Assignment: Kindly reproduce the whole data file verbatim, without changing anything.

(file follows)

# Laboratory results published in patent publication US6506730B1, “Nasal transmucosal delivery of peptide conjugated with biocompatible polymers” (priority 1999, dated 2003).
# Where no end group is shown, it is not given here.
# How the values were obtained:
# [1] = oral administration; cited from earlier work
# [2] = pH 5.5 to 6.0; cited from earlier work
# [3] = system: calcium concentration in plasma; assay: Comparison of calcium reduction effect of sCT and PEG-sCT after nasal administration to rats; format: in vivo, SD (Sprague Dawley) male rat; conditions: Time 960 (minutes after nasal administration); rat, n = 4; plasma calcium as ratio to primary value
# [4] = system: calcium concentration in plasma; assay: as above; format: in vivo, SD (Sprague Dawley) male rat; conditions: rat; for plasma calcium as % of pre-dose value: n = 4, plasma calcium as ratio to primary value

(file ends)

# Laboratory results published in patent publication US6506730B1, “Nasal transmucosal delivery of peptide conjugated with biocompatible polymers” (priority 1999, dated 2003).
# Where no end group is shown, it is not given here.
# How the values were obtained:
# [1] = oral administration; cited from earlier work
# [2] = pH 5.5 to 6.0; cited from earlier work
# [3] = system: calcium concentration in plasma; assay: Comparison of calcium reduction effect of sCT and PEG-sCT after nasal administration to rats; format: in vivo, SD (Sprague Dawley) male rat; conditions: Time 960 (minutes after nasal administration); rat, n = 4; plasma calcium as ratio to primary value
# [4] = system: calcium concentration in plasma; assay: as above; format: in vivo, SD (Sprague Dawley) male rat; conditions: rat; for plasma calcium as % of pre-dose value: n = 4, plasma calcium as ratio to primary value